Thursday November 15, 2018

Make your kids play outdoors to boost their eyesight

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Make your kids play outdoors to boost their eyesight
Make your kids play outdoors to boost their eyesight. wikimedia commons
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London, Dec 28, 2017: Worried that your kid’s eyesight might deteriorate because of endless hours spent on smartphones, gaming consoles, computers and tablets? Take heart, spending just two hours a day outdoors, playing any sport in the sunlight, might help, experts suggest.

Myopia — also known as nearsightedness and shortsightedness — is a condition of the eye where the light that enters the eye does not directly focus on the retina, but in front of it.

 This causes the image that one sees — when looking at a distant object — to be out of focus. It does not affect focus when looking at a close object.

According to experts, lack of natural light is the key behind the condition.

“The main factor seems to be a lack of exposure to direct sunlight, because children who study a lot and who use computers or smartphones or tablet computers a lot have less opportunity to run around outside and are less exposed to sunshine,” Annegret Dahlmann-Noor, consultant ophthalmologist at Moorfields Eye Hospital in London, was quoted as saying to BBC Health.

While stopping or limiting screen time use may be a big task for parents, the best thing to do, say the experts, is to get children playing outside as much as possible.

“We know that myopia or short-sightedness is becoming more common,” Chris Hammond, professor at King’s College London, was quoted as saying to BBC Health.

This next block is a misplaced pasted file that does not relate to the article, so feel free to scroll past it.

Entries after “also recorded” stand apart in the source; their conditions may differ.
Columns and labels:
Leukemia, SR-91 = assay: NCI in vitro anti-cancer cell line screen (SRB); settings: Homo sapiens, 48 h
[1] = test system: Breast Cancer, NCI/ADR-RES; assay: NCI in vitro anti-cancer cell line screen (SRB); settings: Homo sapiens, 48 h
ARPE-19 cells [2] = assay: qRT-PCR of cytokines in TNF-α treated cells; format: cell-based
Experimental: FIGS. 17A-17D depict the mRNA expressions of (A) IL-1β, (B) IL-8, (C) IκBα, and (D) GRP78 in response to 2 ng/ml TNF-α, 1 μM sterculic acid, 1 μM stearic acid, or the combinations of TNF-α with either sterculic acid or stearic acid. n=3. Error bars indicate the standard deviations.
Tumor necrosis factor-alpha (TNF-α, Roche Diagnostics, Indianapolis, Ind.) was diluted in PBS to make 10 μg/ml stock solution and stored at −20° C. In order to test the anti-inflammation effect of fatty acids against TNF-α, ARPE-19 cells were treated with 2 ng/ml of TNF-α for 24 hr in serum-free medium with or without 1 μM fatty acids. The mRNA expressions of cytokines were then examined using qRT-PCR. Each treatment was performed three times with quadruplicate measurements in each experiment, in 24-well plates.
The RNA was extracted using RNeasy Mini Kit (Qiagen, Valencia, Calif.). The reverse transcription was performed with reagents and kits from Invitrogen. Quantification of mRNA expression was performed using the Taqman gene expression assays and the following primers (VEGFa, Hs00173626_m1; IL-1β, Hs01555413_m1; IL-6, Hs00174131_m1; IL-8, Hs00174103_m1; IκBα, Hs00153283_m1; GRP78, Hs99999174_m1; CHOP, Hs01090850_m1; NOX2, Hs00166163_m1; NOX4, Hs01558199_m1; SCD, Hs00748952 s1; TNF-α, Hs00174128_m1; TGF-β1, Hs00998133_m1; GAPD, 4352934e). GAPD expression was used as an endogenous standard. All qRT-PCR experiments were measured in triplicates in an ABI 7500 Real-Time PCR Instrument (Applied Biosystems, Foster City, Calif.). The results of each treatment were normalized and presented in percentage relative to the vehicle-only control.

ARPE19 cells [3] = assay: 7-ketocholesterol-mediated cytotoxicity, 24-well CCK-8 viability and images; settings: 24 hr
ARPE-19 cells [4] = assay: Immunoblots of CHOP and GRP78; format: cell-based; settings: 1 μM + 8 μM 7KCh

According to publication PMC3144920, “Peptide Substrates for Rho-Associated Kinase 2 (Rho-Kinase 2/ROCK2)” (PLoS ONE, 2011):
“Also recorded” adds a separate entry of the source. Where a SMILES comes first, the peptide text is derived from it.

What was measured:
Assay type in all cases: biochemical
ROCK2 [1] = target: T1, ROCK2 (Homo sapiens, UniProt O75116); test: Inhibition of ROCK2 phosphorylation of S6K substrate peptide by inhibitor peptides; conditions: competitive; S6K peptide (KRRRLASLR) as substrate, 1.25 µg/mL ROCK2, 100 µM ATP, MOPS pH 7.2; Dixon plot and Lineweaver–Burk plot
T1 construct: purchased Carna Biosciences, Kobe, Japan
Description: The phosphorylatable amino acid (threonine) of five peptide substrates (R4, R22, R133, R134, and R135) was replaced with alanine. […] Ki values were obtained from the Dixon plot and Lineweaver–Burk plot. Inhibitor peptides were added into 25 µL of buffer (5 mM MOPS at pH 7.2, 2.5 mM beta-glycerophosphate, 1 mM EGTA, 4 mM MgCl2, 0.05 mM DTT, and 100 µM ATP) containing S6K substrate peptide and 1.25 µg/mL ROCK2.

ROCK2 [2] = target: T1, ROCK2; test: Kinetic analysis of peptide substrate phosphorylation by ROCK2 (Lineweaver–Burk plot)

“Protective of myopia development is time outdoors — sport and leisure outdoors are protective of eyesight,” Hammond said.

“Probably on average across the week and the weekend, two hours a day outdoors is protective of becoming short-sighted in children,” he noted.

Further, a diet rich in omega-3 essential fatty acids, and vitamins A, C and E and nutrients are good for the back of the eye.

Regular annual eye checks can also help, experts suggested. (IANS)

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Poor Aerobic Fitness Increases Risk of Diabetes in Kids

Their aerobic fitness was determined by measuring peak oxygen uptake during a maximal exercise test

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Diabetes
Poor aerobic fitness can up diabetes, heart disease risk in kids. Pixabay

Lack of exercise, particularly poor aerobic fitness, in children increases their risk for developing Type-2 diabetes and cardiovascular disease, says a new study.

Children with poor aerobic fitness in proportion to their total body mass were found to have a significantly higher risk of Type-2 diabetes and cardiovascular disease than their peers having better aerobic fitness.

“Measures of aerobic fitness that are based on total body mass are better at predicting the risk of Type-2 diabetes and cardiovascular disease than measures that are based on skeletal muscle mass,” said Andrew Agbaje, lead researcher from the University of Eastern Finland.

“However, they exaggerate the role of aerobic fitness in children’s health,” he added.

For the study, researchers determined threshold values of aerobic fitness for 352 children, aged between 9 and 11 who are at an increased risk of Type-2 diabetes and cardiovascular disease.

Diabetes
Representational image. Pixabay

Their aerobic fitness was determined by measuring peak oxygen uptake during a maximal exercise test.

The team also calculated variables indicative of the risk of Type-2 diabetes and cardiovascular disease, such as waist circumference, blood levels of insulin, glucose, HDL cholesterol, and triglycerides as well as blood pressure.

Also Read- Your Genes May Not Help You Live Long

The study, published in the journal Scandinavian Journal of Medicine & Science in Sports, found that the traditional way of expressing aerobic fitness in proportion to total body mass overestimates the role of aerobic fitness in identifying children at an increased risk of these diseases.

“We should be cautious when interpreting aerobic fitness measures that are proportioned to total body mass in order to correctly identify children who truly need health and lifestyle intervention,” Agbaje noted. (IANS)